Optimisation of queries against event-sourced systems

I hope you’re familiar with event sourcing pattern. Switching from update-this-row to a more behavioral paradigm in designing systems, that’s one of the most influential trends for sure. But how, a system storing only business deltas/events can be queried? Can it be queried at all?

Project your views

To answer this need you can use projections. It’s nothing more than a function applied to all, or selected events (by stream id, event category, or any dimension you can get from the processed event). The similar solution one can find in Lokad CQRS which is described in this post. So yes, there is a way of applying all the needed events on a view/projections, which can be queried the given parameters. Is there a way of optimizing the queries responses?

Fast response

For sure there is! Let’s take into consideration a projection replying all events for users changing their personal data, but applying only these, which modify their user name. This is probably a very infrequent operation. The projections stores id->name map, which is used for various services to display the user friendly name. What can be done to improve the service performance storing this kind of mapping?

Consider storing two event sequence numbers:

  1. for remembering to which index the events were scanned
  2. for remembering the last user related event which actually changed the mapping

The second can be easily used to ETag all the responses. If the operation is infrequent, the responses can be 304ed easily for long periods of time. This ETag based optimization can be applied always. The more sparse projection state changes, the better chance of reusing the client cached response.

Web API caching get wrong

I read/watch a lot of stuff published on the infoq site. I enjoy it in the majority of cases and find it valid. Recently I read an article about Web APIs and Select N+1 problem and it lacks the very basic information one should provide when writing about the web and http performance.
The post discusses structuring your Web API and providing links/identifiers to other resources one should query to get the full information. It’s easy to imagine that returning a collection of identifiers, for example ids of the books belonging to the given category can bring more requests to your server. A client querying over books will hit your app one by one performing from a load test to a fully developed DOS. The answer to this question is given in following points:

  • Denormalize and build read models
  • Parallelising calls
  • Using Async patterns
  • Optimising threading model and network throttles

What is missing is
the basic http mechanism provided by the specification: cache headers and ETags. There’s no mention about properly tagging your responses to allow return 304 if the client asks for data that didn’t change. The http caching, its expiration are not mentioned as well. Recently Greg Young posted a great article about leveraging http caching. The best quote summing the whole take on it from Greg’s article would be:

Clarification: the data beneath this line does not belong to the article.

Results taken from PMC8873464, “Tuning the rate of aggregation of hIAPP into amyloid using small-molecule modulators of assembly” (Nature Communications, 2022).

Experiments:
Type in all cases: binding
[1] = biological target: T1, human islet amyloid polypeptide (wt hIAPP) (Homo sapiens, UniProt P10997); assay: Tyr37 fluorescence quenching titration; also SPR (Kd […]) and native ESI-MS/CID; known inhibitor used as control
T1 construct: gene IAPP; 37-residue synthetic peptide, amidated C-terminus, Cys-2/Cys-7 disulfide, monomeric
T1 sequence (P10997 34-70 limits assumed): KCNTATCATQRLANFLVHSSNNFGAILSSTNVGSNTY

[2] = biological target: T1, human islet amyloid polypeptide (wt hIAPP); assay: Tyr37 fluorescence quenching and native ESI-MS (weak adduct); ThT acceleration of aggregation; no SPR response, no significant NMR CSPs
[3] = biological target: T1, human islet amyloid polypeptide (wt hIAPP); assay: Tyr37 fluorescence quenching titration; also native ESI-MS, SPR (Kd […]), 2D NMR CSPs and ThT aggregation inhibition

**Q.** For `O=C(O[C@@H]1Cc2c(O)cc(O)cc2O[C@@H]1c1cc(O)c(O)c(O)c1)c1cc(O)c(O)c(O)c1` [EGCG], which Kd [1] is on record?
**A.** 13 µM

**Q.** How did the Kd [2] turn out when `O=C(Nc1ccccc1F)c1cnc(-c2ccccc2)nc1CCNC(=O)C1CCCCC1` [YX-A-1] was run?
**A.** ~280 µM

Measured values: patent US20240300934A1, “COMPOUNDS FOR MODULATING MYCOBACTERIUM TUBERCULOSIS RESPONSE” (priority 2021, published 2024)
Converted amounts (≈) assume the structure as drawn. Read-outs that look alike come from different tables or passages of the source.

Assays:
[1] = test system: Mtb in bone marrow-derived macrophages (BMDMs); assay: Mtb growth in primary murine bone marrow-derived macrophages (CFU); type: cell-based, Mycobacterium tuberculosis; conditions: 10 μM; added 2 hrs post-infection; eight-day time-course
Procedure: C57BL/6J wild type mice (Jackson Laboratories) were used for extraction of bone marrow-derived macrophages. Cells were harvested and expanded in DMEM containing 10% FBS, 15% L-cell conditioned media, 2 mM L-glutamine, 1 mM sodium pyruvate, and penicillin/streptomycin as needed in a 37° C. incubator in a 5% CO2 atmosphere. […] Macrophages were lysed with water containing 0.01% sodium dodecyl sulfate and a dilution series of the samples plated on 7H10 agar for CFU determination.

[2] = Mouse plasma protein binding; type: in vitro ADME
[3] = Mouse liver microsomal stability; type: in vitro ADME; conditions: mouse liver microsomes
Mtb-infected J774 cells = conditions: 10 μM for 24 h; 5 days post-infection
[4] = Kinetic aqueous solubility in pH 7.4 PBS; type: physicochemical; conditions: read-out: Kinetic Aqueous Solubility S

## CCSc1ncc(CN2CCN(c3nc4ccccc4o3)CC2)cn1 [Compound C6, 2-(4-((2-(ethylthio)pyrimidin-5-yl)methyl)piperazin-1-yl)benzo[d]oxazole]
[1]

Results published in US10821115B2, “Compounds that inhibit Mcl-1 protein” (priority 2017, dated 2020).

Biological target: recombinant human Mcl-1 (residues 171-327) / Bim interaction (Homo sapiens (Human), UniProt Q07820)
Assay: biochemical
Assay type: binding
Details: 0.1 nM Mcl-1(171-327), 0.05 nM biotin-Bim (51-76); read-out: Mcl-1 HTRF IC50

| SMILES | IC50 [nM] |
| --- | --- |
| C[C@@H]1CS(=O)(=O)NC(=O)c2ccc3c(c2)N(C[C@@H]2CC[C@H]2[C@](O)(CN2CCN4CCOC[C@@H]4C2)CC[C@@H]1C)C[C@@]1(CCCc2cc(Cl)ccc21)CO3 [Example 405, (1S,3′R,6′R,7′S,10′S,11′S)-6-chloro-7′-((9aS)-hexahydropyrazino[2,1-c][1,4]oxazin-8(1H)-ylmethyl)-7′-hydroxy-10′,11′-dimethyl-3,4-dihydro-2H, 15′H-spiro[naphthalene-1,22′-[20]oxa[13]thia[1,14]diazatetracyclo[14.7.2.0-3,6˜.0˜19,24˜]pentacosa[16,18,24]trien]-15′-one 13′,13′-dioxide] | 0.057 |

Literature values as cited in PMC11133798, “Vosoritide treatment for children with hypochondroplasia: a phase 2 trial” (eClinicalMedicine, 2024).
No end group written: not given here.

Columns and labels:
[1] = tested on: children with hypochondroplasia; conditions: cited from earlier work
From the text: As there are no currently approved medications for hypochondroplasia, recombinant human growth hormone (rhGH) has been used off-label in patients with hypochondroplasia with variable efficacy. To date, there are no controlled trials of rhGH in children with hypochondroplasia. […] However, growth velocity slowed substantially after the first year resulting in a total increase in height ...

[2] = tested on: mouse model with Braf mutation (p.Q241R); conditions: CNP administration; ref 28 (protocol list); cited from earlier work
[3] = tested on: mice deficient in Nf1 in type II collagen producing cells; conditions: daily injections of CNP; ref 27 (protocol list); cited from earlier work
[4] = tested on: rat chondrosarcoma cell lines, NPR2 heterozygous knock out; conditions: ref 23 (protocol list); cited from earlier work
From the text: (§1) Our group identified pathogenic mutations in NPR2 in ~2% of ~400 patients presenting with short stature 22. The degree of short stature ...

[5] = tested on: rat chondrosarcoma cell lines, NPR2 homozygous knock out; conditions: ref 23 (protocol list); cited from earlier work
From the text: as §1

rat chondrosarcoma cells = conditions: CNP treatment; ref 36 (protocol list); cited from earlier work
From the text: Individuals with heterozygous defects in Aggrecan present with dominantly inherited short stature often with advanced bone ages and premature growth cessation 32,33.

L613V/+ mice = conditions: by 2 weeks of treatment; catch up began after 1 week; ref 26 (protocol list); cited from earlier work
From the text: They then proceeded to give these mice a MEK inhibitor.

This is often a hard lesson to learn for developers. More often than not you should not try to scale your own software but instead prefer to scale commoditized things. Building performant and scalable things is hard, the smaller the surface area the better. Which is a more complex problem a basic reverse proxy or your business domain?

Before getting into fancy caching systems, understand your responses, cache forever what isn’t changing and ETag with version things that may change. Then, when you have a performance issue turn into more complex solutions.

For sake of reference, the author of the Infoq post reponded to my tweet in here.

A poor cookie

The implementation of a http cookie is leaky. Better get used to it. You can read RFCs about, but better read one, more meaningful question posted on the security stackexchange. If your site is hosted as a subdomain with others apps and a malicious user can access any other app a cookie with top domain can be set. What it means, is that the cookie will be sent with every request to the top domain as well as yours (domain-match verb in the RFCs). This can bring a lot of trouble when an attacker sets a cookie with a name important for your app, like a session cookie. According to the specification, both values will be sent under the same name with no additional information about on which basis a given value was sent.

Html5 to the rescue
If you design a new Single Page Application, you can be saved. Imagine that during POST sending the login data (user & password) in a result JSON a value previously stored in cookie is returned. One can save it in the localStorage easily and add later on to the headers of requests needing authentication. A simple change brings another advantage. Requests not needing authentication like GETs (as noone sends fragile data with verb that is vulnerable to JSON Hijacking) can be sent with no header overhead to the same domain. A standard solution to stop sending cookies with GETs is shipping all your static files to another domain. That isn’t needed anymore.